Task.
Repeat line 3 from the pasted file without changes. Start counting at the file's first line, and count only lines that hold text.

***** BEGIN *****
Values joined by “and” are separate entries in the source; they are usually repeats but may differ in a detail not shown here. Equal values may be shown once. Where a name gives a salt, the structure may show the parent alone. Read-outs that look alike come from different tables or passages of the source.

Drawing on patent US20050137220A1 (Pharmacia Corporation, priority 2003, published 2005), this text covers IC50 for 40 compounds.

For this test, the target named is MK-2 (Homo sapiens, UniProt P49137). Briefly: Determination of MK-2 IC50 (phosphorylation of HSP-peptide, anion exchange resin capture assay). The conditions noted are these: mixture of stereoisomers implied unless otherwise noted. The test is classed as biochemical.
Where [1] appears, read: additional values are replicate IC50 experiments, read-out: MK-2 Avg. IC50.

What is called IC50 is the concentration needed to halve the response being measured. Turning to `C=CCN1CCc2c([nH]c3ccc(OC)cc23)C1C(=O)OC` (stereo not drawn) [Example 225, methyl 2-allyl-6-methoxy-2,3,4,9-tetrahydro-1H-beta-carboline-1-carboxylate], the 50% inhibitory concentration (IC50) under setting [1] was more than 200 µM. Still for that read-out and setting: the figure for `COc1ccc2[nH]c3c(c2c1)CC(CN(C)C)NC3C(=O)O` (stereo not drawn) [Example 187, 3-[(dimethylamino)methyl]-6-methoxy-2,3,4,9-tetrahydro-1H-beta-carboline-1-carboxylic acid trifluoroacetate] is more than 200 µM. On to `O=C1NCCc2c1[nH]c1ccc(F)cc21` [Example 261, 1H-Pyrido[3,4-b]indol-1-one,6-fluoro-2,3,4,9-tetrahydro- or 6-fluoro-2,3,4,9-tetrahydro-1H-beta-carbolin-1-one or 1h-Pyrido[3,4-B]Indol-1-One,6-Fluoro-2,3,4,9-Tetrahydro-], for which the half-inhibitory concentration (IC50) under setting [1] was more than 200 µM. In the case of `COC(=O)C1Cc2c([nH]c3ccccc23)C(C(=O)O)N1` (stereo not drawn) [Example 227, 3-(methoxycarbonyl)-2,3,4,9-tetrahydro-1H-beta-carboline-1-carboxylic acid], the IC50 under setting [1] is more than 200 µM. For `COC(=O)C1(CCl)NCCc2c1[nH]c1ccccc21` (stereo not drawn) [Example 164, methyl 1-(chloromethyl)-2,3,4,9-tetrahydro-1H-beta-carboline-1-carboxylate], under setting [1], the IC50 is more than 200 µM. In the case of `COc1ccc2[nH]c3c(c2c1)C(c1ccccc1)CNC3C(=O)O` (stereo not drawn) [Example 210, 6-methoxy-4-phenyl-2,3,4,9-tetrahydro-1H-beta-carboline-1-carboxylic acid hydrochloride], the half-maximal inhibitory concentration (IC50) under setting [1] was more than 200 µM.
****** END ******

For this test, the target named is MK-2 (Homo sapiens, UniProt P49137). Briefly: Determination of MK-2 IC50 (phosphorylation of HSP-peptide, anion exchange resin capture assay). The conditions noted are these: mixture of stereoisomers implied unless otherwise noted. The test is classed as biochemical.